Studies of professional identity are generally conducted using participatory frameworks and from the perspective of a particular development initiative. They provide understandings of teachers’ move towards more comprehensive participation in the practices the initiative promotes. Studies in line with this main trend, however, leave questions of teacher identity unanswered when teachers are not enrolled in long-term development programmes. I argue that to address such questions a different framework is needed, one that maintains the participatory stance, but focuses on the individual teacher rather than a development initiative. It is the intention of the Patterns-of-Participation framework (PoP) that I introduce to re-centre the individual in this sense. To make my point, I discuss how research frameworks may be conceptualized and compared and use the resulting "frameworks framework" to contrast studies of the main trend with the intentions of PoP.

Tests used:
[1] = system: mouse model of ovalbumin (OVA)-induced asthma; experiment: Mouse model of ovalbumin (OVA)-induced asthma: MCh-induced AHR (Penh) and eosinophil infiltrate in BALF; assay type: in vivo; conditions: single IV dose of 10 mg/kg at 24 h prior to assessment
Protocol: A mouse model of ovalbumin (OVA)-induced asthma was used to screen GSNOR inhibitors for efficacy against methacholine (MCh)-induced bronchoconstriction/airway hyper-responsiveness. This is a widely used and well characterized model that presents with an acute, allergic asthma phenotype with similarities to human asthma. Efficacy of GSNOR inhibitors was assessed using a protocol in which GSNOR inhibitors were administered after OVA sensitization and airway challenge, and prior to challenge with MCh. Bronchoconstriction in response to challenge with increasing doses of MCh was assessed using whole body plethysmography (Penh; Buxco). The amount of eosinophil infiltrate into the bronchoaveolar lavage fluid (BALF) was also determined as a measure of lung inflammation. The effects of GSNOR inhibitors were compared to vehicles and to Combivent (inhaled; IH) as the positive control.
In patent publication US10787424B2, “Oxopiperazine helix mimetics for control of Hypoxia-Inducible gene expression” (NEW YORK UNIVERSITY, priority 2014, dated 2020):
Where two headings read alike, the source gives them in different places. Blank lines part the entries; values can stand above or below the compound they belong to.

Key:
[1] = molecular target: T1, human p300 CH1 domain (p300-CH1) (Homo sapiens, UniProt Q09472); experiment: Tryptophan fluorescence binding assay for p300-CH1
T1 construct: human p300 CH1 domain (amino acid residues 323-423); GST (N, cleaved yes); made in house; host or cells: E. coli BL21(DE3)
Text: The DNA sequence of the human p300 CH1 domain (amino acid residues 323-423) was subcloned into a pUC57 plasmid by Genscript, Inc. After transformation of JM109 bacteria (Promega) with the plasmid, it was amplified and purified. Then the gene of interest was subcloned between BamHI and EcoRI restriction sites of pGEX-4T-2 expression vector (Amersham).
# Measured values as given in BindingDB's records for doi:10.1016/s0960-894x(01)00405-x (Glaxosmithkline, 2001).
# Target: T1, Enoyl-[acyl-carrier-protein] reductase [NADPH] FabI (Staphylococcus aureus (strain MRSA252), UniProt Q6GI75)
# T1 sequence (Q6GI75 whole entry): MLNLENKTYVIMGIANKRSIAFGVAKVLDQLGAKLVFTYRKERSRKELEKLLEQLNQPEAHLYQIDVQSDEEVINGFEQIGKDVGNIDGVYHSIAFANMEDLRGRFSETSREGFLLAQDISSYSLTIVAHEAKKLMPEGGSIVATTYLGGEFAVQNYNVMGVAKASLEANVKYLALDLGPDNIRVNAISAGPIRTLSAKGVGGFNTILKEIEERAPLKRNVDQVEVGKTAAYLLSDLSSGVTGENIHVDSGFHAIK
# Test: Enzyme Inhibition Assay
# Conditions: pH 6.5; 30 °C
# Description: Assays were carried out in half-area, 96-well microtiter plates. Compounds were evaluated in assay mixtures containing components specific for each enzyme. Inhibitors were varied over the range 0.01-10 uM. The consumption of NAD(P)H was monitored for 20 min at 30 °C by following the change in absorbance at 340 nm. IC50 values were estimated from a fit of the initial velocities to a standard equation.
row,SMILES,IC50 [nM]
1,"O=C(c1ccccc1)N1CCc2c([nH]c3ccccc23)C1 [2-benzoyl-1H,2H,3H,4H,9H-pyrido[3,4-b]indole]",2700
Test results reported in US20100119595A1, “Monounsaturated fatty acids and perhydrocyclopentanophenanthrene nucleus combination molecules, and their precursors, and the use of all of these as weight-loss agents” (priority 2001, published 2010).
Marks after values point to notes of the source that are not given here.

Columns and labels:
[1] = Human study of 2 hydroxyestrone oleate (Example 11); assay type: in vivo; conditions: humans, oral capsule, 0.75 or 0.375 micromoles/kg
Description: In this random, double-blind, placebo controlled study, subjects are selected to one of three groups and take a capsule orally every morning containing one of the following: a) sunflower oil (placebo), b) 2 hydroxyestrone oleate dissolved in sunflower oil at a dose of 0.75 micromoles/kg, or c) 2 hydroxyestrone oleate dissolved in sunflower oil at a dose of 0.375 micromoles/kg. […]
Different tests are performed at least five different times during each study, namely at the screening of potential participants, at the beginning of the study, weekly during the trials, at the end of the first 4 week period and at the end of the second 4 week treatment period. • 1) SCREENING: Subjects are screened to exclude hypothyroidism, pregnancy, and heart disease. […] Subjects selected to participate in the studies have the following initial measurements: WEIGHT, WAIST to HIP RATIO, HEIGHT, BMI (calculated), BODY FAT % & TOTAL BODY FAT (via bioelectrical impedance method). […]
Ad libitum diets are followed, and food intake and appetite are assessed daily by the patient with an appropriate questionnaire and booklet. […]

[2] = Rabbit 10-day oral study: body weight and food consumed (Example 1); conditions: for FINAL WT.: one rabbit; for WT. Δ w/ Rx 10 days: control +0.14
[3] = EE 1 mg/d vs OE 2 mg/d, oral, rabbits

Current developments in mathematics education require teachers to play a different and more profound role than few years ago. The first half of this article discusses the theoretical background of these developments in terms of their epistemological and meta-mathematical orientations. Based on this theoretical analysis, the teacher's new role is summed up as one of forced autonomy. Next, the article summarises two different responses on the part of the research community to the situation of forced autonomy. These are the ones of focussing primarily on teachers' meta-mathematical and mathematical qualifications. Subsequently, the results of an empirical study are outlined. These results are used both to develop an empirically grounded elaboration of the notion of forced autonomy and to challenge the above-mentioned responses on the part of the research community. The concluding section calls for the adoption of broad perspectives on teacher qualifications, integrating pedagogical, mathematical and meta-mathematical perspectives.